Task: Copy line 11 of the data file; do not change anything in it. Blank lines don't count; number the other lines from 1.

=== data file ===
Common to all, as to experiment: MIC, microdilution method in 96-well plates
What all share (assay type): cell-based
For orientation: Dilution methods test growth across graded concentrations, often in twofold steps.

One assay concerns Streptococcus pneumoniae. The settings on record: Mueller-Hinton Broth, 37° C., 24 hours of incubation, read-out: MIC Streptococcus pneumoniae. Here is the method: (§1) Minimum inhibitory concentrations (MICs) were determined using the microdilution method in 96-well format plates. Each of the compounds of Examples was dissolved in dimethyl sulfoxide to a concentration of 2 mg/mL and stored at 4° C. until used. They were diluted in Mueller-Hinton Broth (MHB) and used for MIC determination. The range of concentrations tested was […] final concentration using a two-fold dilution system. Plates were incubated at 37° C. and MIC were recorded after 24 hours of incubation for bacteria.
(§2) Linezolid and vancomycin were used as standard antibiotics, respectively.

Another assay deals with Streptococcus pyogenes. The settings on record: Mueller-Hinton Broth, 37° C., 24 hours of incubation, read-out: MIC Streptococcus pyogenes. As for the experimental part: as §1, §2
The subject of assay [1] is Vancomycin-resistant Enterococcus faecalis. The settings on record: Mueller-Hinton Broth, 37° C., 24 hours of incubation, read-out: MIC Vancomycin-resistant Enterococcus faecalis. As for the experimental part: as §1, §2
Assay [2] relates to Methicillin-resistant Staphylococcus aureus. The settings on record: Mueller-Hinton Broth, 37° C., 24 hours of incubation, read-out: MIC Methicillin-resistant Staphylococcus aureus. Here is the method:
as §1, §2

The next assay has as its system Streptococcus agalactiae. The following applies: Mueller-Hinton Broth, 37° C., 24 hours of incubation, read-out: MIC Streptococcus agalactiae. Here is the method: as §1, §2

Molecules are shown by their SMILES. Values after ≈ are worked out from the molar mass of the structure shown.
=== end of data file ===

Molecules are shown by their SMILES. Values after ≈ are worked out from the molar mass of the structure shown.